Too Much to Dream Last Night

Last night I dreamed I was with Jonathan again.*

Aggghh! Why is he appearing in my dream? I haven’t even thought of him in years. We were married in 1968 and divorced in ’73.

The dream dissolved instantly when I woke up, feeling distraught and confused, thrashing in the sheets. I tried to think, why was I so rattled?

Leibniz said that mortals can't see the full picture.

Leibniz, the 17th century philosopher, said that mortals can’t see the full picture.

Then I remembered. The dream. I couldn’t recall what Jonathan and I had been wrangling about, but I remembered that he had two briefcases with him, a fat one and a slim one. The slim one looked like the wine-colored leather attaché case he’d given me, but the initials engraved on it were: “A.D.”  Not mine or my ex husband’s.

What the…?

 

My mother’s initials. Alice Davidson.

My mother and my husband.  Can’t we have a different cast, already?

I felt pissed and frustrated as I started my morning ablutions.  Why, in 2014, are these people still disturbing my sleep? I enjoyed a loving, reconciliatory time with my mother before she passed. As for Jonathan, I used to think that if I’d known, in my twenties, what I’d learned by my fifties, we could have made a go of it.

Ahhh… I don’t think so. He’s on his fourth wife now and I’ve had two marriages and divorces. Neither Jonathan nor I had come equipped for or received the gift of a long-lasting, nurturing partnership.  As he often said, paraphrasing Leibniz,  “Life is a bitter mystery.”

Moving through the five stages of grief, I arrived pretty quickly at acceptance.  My ex and my mom are pieces of my custom made puzzle, the pieces I’ll keep working and reworking, trying to reach that satisfying moment when the pieces snap together, fitting perfectly on all sides, aligned with all the other pieces so the full picture is revealed.

These are my pieces, it seems, for the duration, as you have yours. Can we come to love them, to handle them with tenderness, until it’s time to put them all back in the box?

And I’m wondering, what the hell are dreams anyway?  I’m astonished that in a few seconds, there are characters, plot, settings, props, and speeches, fully formed. If I were to write such a scene, it might take me all day.  How does that instantaneous creation happen?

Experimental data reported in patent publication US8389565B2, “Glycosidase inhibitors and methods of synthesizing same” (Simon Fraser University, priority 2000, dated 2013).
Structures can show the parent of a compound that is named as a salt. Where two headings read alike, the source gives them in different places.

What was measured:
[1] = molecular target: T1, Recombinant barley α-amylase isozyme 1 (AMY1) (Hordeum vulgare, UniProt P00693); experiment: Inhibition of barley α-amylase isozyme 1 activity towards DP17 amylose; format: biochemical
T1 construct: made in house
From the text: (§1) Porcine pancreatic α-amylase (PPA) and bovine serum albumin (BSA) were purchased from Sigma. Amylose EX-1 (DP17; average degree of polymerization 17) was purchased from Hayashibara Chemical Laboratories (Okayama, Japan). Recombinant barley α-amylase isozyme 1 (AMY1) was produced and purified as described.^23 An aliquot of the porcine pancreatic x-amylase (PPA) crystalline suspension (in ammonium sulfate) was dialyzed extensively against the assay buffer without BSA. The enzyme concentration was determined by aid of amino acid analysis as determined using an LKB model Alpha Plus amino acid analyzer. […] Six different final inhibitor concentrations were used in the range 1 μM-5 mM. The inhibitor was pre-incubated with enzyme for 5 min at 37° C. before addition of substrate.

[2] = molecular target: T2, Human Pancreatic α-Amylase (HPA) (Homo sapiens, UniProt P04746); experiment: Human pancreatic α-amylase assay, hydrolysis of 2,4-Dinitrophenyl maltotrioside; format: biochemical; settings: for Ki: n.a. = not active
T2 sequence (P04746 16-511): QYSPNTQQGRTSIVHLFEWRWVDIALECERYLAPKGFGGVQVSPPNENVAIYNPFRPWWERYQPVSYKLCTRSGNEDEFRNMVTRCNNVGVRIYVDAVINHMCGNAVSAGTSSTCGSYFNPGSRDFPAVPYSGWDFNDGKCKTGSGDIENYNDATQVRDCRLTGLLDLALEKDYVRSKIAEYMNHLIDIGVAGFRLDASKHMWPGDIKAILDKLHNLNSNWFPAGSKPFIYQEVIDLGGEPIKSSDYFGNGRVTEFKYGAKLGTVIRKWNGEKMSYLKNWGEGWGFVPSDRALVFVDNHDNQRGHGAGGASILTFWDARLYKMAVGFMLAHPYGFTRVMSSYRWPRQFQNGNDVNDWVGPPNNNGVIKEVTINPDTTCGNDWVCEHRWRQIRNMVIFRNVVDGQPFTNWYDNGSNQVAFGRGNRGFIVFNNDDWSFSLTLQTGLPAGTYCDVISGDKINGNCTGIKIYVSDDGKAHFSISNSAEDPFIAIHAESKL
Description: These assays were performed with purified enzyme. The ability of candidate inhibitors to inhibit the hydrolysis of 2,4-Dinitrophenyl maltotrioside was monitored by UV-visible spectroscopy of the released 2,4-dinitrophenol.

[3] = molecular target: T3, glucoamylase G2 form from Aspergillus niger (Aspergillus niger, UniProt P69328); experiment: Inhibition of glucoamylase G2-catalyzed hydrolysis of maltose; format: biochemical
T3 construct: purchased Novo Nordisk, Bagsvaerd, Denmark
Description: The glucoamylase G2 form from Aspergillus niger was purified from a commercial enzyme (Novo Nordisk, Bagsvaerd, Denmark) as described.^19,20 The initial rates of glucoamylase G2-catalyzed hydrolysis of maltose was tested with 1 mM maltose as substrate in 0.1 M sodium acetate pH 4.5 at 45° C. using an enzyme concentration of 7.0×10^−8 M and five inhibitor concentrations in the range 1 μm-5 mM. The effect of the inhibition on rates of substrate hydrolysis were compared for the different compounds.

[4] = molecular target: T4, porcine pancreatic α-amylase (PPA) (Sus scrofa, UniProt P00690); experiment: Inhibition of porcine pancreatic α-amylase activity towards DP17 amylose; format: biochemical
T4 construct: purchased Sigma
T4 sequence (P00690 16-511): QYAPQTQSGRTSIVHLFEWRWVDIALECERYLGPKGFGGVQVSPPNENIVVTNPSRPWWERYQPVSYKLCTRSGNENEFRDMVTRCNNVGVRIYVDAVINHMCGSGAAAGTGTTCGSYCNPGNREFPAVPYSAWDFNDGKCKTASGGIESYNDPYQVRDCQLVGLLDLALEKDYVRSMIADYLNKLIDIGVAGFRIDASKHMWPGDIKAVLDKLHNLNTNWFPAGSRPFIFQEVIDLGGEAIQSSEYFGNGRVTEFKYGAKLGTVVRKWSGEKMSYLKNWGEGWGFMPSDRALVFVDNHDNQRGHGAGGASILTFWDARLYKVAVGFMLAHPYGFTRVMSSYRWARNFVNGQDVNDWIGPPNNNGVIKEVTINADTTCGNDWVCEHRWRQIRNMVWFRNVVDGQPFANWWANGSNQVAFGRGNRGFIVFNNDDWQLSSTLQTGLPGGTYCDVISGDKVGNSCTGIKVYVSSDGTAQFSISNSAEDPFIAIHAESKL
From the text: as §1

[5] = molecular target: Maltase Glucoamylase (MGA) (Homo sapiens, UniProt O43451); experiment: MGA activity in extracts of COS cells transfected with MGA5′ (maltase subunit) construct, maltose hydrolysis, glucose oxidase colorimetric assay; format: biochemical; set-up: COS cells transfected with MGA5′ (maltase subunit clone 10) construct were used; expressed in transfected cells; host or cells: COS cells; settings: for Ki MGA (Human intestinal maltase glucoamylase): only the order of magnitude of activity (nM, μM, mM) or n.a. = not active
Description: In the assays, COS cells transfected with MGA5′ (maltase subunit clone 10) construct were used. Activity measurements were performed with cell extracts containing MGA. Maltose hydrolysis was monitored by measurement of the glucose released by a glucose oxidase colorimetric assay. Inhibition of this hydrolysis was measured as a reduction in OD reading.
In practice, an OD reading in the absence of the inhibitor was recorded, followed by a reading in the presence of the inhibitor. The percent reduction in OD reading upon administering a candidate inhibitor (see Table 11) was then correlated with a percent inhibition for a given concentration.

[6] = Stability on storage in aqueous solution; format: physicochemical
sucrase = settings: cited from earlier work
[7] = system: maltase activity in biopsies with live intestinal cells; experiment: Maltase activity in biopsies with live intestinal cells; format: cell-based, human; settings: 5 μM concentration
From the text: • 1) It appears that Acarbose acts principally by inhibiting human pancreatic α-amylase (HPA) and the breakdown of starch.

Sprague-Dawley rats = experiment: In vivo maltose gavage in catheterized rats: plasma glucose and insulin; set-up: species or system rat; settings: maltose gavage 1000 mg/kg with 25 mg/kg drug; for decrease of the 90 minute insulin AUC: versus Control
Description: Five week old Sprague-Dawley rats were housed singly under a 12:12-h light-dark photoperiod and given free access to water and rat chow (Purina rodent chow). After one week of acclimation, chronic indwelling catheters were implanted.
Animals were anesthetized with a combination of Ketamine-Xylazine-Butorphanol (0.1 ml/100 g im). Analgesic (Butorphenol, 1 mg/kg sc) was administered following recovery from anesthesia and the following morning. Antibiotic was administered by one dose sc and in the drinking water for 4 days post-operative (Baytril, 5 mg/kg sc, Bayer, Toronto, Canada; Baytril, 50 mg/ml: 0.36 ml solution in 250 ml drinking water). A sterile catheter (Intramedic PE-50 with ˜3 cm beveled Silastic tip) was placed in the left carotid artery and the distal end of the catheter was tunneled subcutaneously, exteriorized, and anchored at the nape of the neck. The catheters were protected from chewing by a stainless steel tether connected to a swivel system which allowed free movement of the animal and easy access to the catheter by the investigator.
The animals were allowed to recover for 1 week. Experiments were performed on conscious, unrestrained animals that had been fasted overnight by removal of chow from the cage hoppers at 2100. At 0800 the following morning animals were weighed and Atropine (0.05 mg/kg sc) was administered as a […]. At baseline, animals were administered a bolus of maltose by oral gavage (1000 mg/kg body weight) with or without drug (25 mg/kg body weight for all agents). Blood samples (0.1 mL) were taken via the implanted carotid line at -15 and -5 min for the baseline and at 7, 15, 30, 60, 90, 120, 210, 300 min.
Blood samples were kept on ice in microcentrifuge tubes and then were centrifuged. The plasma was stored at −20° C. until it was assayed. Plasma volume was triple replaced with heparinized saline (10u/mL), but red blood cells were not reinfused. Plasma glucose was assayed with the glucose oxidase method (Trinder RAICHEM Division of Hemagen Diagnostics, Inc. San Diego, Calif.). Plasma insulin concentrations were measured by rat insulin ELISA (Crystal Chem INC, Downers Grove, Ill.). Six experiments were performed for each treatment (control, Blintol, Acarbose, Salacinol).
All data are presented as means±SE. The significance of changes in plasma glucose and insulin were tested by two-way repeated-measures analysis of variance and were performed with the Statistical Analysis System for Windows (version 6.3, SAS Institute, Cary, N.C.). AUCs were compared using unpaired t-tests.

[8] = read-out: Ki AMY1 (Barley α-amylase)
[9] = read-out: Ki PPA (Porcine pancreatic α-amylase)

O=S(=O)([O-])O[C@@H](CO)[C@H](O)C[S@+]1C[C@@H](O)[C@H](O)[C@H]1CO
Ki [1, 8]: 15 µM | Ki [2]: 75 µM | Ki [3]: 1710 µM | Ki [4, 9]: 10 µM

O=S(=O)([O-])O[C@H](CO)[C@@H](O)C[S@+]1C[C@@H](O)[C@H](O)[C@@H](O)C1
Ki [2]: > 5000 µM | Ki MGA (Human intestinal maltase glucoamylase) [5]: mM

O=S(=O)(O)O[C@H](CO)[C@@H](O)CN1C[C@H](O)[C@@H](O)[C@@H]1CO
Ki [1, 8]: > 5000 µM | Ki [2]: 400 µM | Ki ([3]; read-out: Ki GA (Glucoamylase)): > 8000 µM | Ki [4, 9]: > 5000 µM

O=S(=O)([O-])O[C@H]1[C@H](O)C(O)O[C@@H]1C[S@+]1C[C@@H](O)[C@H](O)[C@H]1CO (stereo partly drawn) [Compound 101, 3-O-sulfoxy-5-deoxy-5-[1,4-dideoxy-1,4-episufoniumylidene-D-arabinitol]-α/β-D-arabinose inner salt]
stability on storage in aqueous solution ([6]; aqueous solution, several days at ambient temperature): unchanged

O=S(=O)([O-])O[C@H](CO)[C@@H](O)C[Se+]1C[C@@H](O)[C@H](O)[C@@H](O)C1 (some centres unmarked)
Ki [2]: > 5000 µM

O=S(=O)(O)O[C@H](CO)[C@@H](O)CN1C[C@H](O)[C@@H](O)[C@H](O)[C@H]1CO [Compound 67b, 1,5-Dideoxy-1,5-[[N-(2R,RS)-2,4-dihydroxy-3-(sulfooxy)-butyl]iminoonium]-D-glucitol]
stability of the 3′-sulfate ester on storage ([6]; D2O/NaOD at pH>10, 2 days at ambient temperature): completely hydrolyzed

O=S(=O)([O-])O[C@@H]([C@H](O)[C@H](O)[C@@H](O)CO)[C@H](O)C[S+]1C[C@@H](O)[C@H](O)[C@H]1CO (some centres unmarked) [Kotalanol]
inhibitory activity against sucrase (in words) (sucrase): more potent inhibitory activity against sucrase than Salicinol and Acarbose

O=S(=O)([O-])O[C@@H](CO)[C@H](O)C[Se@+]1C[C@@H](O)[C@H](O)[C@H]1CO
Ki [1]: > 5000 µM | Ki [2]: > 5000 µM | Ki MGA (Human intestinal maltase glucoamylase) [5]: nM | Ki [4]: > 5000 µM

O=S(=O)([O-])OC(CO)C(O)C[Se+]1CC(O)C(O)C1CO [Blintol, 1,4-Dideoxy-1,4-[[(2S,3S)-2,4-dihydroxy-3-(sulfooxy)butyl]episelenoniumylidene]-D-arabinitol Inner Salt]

I’d love to hear your thoughts.  Please leave a comment below.

* Can you recite the famous first line of the novel I’m parodying in my first line?  
And do you remember who had the hit single of “Too Much to Dream?”

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33 thoughts on “Too Much to Dream Last Night

  1. JoAnn Richi

    I frequently had dreams of my ex-husband too. We were married for only seven years, and divorced almost thirty years ago. And yet there he is, as young and handsome as he was when we were together, showing up, uninvited into my dreams. They were always the same; he would smile at me, take me in his arms and for a brief moment of pure bliss I thought, I knew, we were back together again. Then his face would turn hard and he would say to me; “You didn’t really think I wanted to go back to you, did you?”.

    I would awake distraught, the pain of the divorce and all the years of lost hopes crashing in around me. This continued until one night I literally changed the dream. In the last one when he took me in his arms I said; “No. Not this time.” I awoke refreshed, free and I’ve never dreamed about him again.

    I know exactly what you mean about ‘if I only knew in my 20’s what I learned…..”. I’d like to think that I could have held that marriage together. But, like your ex, mine is also on his 4th wife, so perhaps I had more power over that relationship in my dreams than I ever did in real life.

    I love your writing, and read everything you produce. Keep it coming.

    JoAnn

    Reply
  2. Bob Prinsky

    Well, Sara, what can I tell you. My wife Carlo — to whom I was already married when you and I were at Columbia J-school — are about to celebrate our 50th wedding anniversary on Sept. 1, we should live so long and be healthy. The majority of our close friends have been married for decades also. Like you, we have difficulty understanding how the other half (or so) lives. I too have dreams, but none of them are about my ex-es (obviously) though some are about my mother. They all have convoluted plots that neither you nor I could have come up with if we tried. And I can’t remember any of them for more than a few minutes.

    Reply
  3. Lucy Marlett

    Hi Sara– I’ve been a fan of yours since Leap. (Which I have read over and over). I was 48 when I read it, and going nowhere. Flash forward 5 years, and I own my own 4 bedroom house, my own business, and indulge in every musical and artistic thing that comes to mind–along with a gorgeous bi-black Shetland sheepdog named Minuet. I believe your book helped me on this journey.